The best epigenetic clocks correlate well with chronological age, and when the measure departs from chronological age, that difference correlates well with risk or incidence of age-related disease. A higher epigenetic age is seen in people known to have higher age-related morbidity and mortality. The tantalizing potential offered by these clocks is the ability to quickly determine whether or not a putative rejuvenation therapy actually works, and to what degree it works. A true, rapidly assessed, cheap marker of biological age would greatly accelerate research and development. Unfortunately, this goal remains elusive because it is very unclear as what exactly the clocks are measuring. Yes, they measure changes in specific epigenetic markers, but which of the myriad processes involved in aging cause those epigenetic changes? If researchers cannot answer that question, then it is very hard to derive any useful information from epigenetic clocks.
The open access paper here is a good illustration of this point. Researchers checked the epigenetic age of hypertensive patients, both those using antihypertensive medication and those who did not use the medication. One would expect to see a reduction in epigenetic age, given that (a) the raised blood pressure that occurs with aging is highly damaging to delicate tissues, and (b) even blunt pharmaceutical means of reducing blood pressure, that fail to address the root causes and instead forcefully override cellular reactions, reduce mortality and incidence of age-related disease. Instead, researchers found that patients using antihypertensive medications had a higher epigenetic age. What are we to make of this result? The challenge, again, is that there is no good answer to that question.
DNA methylation, a major form of epigenetic modification, is known to play an important role in aging and the development of age-related health outcomes. Recently, a DNA methylation-based biological age predictor, "DNA methylation age (DNAmAge)", has been established and found to be highly associated with chronological age. The discrepancy between this epigenetic-based indicator and the chronological age has been termed age acceleration (AA), which was found to be heritable and has been used as an index of accelerated biological aging.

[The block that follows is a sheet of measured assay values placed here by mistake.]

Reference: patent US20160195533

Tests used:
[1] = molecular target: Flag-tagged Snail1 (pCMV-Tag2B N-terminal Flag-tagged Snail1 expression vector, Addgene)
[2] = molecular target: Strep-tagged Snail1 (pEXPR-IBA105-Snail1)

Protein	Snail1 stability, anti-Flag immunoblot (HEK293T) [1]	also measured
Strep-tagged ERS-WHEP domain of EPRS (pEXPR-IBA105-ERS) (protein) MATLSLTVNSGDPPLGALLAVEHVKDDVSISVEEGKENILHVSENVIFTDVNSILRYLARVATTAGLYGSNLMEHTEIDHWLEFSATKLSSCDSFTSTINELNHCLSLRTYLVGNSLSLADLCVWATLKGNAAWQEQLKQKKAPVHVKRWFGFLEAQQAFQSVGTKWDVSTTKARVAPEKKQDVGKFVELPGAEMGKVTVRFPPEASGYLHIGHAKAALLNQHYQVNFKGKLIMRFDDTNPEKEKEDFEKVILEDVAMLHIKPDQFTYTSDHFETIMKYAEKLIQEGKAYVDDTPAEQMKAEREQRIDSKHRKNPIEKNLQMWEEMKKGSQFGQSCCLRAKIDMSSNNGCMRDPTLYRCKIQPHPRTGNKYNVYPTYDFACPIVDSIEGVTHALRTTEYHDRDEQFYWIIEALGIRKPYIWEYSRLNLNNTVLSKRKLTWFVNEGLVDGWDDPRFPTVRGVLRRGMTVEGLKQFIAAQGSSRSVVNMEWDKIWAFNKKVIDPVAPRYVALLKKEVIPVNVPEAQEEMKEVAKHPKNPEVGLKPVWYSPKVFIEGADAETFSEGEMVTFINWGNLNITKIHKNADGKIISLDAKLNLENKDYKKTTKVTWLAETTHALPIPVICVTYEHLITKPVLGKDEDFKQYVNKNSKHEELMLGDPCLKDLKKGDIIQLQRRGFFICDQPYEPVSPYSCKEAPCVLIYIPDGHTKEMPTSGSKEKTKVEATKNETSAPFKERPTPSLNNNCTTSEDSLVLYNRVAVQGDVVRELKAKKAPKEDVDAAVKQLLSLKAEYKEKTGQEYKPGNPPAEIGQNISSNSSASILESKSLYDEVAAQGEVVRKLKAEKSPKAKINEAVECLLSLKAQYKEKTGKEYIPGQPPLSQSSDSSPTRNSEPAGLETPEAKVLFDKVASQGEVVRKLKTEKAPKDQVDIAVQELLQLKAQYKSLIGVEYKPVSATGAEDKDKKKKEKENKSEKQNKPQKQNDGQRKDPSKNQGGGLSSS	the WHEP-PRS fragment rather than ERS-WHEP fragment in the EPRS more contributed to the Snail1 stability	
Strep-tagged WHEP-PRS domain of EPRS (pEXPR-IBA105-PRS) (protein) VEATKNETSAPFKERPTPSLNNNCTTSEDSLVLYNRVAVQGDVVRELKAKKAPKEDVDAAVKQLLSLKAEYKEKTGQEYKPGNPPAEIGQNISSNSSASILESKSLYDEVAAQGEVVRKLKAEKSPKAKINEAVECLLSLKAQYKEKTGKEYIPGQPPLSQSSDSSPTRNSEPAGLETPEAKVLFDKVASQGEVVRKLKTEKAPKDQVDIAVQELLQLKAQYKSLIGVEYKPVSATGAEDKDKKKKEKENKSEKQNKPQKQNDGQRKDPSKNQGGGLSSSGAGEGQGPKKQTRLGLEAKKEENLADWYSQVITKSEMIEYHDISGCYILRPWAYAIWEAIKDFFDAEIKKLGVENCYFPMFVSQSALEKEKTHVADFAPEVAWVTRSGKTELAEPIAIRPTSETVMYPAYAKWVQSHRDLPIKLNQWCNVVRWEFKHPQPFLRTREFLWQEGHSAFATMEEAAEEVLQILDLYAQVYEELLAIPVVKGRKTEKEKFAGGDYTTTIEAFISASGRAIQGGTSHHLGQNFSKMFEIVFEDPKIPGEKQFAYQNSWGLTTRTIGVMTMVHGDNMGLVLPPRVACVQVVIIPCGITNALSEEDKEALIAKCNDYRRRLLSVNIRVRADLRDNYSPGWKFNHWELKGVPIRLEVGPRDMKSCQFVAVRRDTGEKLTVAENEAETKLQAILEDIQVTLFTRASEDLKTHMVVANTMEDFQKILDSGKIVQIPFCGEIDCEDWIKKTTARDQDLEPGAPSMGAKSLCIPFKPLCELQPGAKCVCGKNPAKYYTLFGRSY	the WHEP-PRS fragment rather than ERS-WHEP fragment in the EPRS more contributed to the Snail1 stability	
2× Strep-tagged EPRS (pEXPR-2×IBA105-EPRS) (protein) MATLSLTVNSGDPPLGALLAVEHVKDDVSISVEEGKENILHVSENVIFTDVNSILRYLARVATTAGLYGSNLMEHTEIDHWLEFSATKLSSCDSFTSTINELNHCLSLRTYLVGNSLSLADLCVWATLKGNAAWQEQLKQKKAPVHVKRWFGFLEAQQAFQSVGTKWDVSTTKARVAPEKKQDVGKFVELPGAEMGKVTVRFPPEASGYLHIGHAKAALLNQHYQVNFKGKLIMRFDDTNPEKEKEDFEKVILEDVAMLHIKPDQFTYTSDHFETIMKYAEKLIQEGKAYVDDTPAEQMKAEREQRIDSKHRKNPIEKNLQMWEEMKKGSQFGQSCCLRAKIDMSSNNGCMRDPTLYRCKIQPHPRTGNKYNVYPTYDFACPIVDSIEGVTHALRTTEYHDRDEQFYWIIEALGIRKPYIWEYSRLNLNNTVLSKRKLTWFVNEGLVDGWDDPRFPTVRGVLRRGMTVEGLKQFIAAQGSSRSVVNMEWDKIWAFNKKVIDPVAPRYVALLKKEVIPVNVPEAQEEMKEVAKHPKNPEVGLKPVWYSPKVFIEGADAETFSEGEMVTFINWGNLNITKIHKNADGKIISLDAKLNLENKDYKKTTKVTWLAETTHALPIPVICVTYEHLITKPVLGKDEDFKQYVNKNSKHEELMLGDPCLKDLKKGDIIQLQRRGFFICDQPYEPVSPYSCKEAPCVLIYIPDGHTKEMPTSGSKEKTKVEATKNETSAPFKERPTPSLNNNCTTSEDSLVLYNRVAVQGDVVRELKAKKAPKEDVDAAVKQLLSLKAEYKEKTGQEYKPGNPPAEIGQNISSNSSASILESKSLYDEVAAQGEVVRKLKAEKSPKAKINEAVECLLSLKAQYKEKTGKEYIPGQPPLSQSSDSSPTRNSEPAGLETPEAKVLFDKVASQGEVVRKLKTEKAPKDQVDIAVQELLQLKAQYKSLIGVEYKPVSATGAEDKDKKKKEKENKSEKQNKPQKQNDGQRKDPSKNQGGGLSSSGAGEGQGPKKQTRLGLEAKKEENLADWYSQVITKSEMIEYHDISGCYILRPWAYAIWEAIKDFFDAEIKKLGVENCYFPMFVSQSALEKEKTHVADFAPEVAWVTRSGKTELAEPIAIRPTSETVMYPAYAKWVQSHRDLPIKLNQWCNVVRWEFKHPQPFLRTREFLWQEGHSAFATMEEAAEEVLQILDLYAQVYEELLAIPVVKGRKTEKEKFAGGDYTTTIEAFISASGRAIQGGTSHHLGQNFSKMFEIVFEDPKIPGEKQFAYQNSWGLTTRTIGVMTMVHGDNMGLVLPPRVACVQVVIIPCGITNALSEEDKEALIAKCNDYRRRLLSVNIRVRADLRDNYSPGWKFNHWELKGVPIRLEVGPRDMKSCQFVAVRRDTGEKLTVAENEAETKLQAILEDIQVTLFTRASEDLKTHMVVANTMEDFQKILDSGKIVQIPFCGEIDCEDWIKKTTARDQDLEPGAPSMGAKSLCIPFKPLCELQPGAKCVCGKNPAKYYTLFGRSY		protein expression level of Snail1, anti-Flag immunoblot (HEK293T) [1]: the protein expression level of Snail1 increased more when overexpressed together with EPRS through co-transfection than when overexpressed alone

Several aging-related factors, including inflammation, neurohormonal disorder, and endothelial dysfunction, have been found to play key mechanistic roles in the development of hypertension, the most common long-term medical condition among older adults that could lead to various forms of age-related health outcomes, such as cardiovascular diseases (CVD), kidney failure, and dementia. Relationships of hypertension and blood pressure with biological aging have also been studied since the introduction of DNAmAge. In 2016 it was found that people with hypertension had a higher AA (0.5 - 1.2 years) in comparison to controls.
The use of antihypertension medication (AHM) reduces the risk of adverse age-related health outcomes caused by hypertension. Specifically, observational studies, clinical trials, and systematic reviews mostly suggested that effective antihypertensive therapy greatly reduces the risk of CVD in patients with hypertension, and may also be associated with a decreased risk of cognitive decline and incident dementia. As DNA methylation is a durable and reversible modification, we hypothesized that the use of AHMs might also be able to influence the biological aging reflected by the epigenetic AA. Therefore, we assessed the associations of AHM use with AA and further determined whether the change of AHM use could modify the change rate of AA (ΔAA).
After the fully adjusting for potential covariates including hypertension, any AHM use showed a cross-sectional significant association with higher AA at each visit, as well as a longitudinal association with increased ΔAA between visits. Particularly, relative to participants who never took any AHM, individuals with continuous AHM use had a higher ΔAA of 0.6 year/chronological year. This finding underlines that DNAmAge and AA may not be able to capture the preventive effects of AHMs that reduce cardiovascular risks and mortality.